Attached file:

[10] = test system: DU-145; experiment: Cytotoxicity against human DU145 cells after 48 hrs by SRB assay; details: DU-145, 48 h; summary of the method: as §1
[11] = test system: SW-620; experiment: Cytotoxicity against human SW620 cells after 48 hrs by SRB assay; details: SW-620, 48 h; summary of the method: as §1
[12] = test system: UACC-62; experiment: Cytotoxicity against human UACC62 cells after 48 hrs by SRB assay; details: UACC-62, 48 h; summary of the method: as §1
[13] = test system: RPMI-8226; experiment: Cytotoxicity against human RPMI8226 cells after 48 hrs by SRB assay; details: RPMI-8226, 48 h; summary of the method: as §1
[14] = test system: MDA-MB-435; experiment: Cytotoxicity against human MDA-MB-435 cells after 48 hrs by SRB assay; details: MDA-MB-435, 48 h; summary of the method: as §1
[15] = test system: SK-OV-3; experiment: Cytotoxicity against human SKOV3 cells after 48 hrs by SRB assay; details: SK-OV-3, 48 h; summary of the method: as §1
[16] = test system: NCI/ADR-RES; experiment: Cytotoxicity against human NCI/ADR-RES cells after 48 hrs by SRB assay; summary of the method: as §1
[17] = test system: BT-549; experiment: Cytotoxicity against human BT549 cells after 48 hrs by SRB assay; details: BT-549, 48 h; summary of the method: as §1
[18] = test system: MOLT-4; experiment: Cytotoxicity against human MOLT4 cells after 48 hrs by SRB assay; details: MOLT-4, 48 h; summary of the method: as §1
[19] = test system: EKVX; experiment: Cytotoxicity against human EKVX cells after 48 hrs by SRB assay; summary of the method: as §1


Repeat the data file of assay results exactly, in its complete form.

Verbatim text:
[10] = test system: DU-145; experiment: Cytotoxicity against human DU145 cells after 48 hrs by SRB assay; details: DU-145, 48 h; summary of the method: as §1
[11] = test system: SW-620; experiment: Cytotoxicity against human SW620 cells after 48 hrs by SRB assay; details: SW-620, 48 h; summary of the method: as §1
[12] = test system: UACC-62; experiment: Cytotoxicity against human UACC62 cells after 48 hrs by SRB assay; details: UACC-62, 48 h; summary of the method: as §1
[13] = test system: RPMI-8226; experiment: Cytotoxicity against human RPMI8226 cells after 48 hrs by SRB assay; details: RPMI-8226, 48 h; summary of the method: as §1
[14] = test system: MDA-MB-435; experiment: Cytotoxicity against human MDA-MB-435 cells after 48 hrs by SRB assay; details: MDA-MB-435, 48 h; summary of the method: as §1
[15] = test system: SK-OV-3; experiment: Cytotoxicity against human SKOV3 cells after 48 hrs by SRB assay; details: SK-OV-3, 48 h; summary of the method: as §1
[16] = test system: NCI/ADR-RES; experiment: Cytotoxicity against human NCI/ADR-RES cells after 48 hrs by SRB assay; summary of the method: as §1
[17] = test system: BT-549; experiment: Cytotoxicity against human BT549 cells after 48 hrs by SRB assay; details: BT-549, 48 h; summary of the method: as §1
[18] = test system: MOLT-4; experiment: Cytotoxicity against human MOLT4 cells after 48 hrs by SRB assay; details: MOLT-4, 48 h; summary of the method: as §1
[19] = test system: EKVX; experiment: Cytotoxicity against human EKVX cells after 48 hrs by SRB assay; summary of the method: as §1